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By Savanna Steck, Illinois Wesleyan University

Don’t knock it till ya try it, everyone, staying in a homestay while abroad was one of the coolest things for me. But this living situation might not be for everyone. So here’s a little analysis of all the good and bad of living abroad.

Pros of Living in a Home Stay

-You get to experience the culture at a much closer level. Living with some opens you up to a whole host of new experiences. For me, I get to practice speaking Spanish with my host mom and she explains all about the Catalan culture.

-Along those lines, you also get fed. And not microwave noodles. Like real, home-cooked food. I’ve tried so many new dishes while staying with my host mom and they’re always delicious. So that’s definitely a plus. And the best part is I don’t have to cook it or worry about groceries.

-There’s someone to help you navigate the city. In my program, we kinda just got thrown into navigating the city on our first day. Luckily my host mom went with us to the school and showed us the way. Plus she knows the city so she always has good advice on what to do on the weekend, etc.

-There’s always someone to look after you when ya need it. From helping you get a stain out of your clothes by reminding you to fill out the weekend travel form, your host mom is always there to help ya out.

-And best of all, there’s always someone to come home to. Our host mom is always excited to see us and hear all about our day. So after a hard day of classes or a long weekend, it’s nice to come home to someone smiling and possibly with dinner.

Cons of Living in a Home Stay

-You are in someone’s home so there’s probably a couple of rules you need to follow. At least for me, these weren’t anything too bad. Just don’t eat in your room and put your dishes in the kitchen when you’re done. So I guess it depends on your style but I didn’t find this to be a deal breaker.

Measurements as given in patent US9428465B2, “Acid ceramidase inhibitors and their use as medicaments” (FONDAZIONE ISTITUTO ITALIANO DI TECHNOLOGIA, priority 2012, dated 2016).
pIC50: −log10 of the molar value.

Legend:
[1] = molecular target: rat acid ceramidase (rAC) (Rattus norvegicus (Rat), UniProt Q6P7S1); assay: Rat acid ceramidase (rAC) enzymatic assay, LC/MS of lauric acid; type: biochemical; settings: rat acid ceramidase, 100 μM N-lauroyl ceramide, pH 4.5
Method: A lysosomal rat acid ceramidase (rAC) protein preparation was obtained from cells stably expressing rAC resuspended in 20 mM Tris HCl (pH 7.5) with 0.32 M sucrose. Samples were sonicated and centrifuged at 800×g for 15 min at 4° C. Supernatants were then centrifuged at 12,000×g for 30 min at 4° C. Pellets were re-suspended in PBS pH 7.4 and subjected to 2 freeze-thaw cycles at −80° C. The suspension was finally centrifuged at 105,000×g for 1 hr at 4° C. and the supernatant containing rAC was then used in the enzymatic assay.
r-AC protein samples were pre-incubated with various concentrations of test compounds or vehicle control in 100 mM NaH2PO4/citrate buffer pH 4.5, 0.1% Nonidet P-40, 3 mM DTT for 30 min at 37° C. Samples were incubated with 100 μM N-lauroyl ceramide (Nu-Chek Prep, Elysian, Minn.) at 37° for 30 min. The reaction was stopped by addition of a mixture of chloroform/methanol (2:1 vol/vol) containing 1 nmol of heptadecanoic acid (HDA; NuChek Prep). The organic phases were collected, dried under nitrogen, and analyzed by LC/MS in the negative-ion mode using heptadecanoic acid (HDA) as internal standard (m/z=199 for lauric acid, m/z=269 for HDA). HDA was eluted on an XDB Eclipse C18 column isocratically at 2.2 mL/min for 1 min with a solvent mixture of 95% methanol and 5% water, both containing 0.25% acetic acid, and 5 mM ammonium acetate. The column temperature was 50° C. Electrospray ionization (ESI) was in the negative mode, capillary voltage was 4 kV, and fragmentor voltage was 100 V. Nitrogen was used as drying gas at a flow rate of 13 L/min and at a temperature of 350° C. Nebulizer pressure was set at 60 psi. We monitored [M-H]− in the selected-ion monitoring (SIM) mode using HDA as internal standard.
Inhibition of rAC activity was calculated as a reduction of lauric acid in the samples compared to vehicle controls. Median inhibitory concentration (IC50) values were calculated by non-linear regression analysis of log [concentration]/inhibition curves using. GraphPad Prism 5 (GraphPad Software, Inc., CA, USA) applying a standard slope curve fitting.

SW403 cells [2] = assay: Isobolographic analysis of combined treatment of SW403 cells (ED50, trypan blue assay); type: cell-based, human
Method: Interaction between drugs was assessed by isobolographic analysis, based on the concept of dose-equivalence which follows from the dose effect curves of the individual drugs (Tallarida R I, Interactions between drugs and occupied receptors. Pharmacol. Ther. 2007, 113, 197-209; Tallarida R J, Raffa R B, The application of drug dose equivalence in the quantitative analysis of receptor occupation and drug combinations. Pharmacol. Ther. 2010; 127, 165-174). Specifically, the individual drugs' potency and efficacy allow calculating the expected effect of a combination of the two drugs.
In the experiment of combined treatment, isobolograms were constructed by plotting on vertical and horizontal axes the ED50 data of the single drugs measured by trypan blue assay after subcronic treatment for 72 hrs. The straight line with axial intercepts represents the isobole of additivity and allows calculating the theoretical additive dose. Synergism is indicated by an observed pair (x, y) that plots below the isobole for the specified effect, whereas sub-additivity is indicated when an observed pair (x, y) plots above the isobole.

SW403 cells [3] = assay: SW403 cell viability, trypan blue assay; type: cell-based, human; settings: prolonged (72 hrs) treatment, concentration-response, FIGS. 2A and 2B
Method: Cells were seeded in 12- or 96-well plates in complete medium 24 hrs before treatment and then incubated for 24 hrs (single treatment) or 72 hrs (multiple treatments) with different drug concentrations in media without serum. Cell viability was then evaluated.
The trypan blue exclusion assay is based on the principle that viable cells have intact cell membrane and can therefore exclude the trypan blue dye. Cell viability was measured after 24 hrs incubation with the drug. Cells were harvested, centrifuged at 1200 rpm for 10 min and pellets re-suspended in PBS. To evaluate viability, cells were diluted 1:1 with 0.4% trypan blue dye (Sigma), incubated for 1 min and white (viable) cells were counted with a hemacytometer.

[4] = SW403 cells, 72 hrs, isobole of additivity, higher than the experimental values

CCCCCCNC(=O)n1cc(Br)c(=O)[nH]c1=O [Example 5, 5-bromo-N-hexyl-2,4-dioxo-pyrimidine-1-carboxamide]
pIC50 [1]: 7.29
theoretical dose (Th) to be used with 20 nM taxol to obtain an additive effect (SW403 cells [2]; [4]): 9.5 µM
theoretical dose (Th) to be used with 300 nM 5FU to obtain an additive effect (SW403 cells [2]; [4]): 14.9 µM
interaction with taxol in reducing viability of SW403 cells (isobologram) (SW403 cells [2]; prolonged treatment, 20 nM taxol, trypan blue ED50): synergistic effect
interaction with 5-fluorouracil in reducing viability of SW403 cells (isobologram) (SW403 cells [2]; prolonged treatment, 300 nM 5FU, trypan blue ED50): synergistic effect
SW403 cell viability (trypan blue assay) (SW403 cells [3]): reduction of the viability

-Sometimes you may not have a clue what’s going on. Especially if you’re staying somewhere that you don’t speak the language, communication can be a little tricky. I was lucky that our host mom speaks a little English and I can speak a little Spanish. But I know some friends who don’t speak any Spanish and their host family doesn’t speak any English so its all a game of charades. But on the upside, they’re learning a ton every day.

-You have to be flexible and open-minded when living with someone. You’re in someones home, so you’re subject to their daily routine and culture. Sometimes that’s a little weird to experience up close. Maybe they eat really late or they clean their clothes a certain way. Just take it as a learning experience and it’ll be okay.

-You have to plan out your nighttime activities a bit more. Like every self-respecting college student, I like a good drink and a good night out. But when in a homestay you have to remember that you’re not on a college campus anymore. Loudly stumbling in at 3 am probably isn’t the best idea. So set a reminder on your phone to be quiet when you get home and that’s all it really takes.

-Depending on your program and your host family you might not have all the freedom you had in college. At least in my program, we aren’t allowed to have overnight guests at our homestays, and as a courtesy, we’re supposed to ask out host family before we invite anyone over. It’s a little different than having free reign at college but not bad. And not all programs are the same. I’m staying with my friend’s host family when I visit her. So look into it if its a concern.

I can’t make the decision for ya, but consider looking at a host family if you’re planning on studying abroad. So far I’ve had a wonderful experience, but remember, study abroad is all about you. So do some research and pick what’s gonna make you happy.

Savanna Steck

Savannah is a Political Science major from Guilford College, and studied abroad at SIS during Fall 2019.

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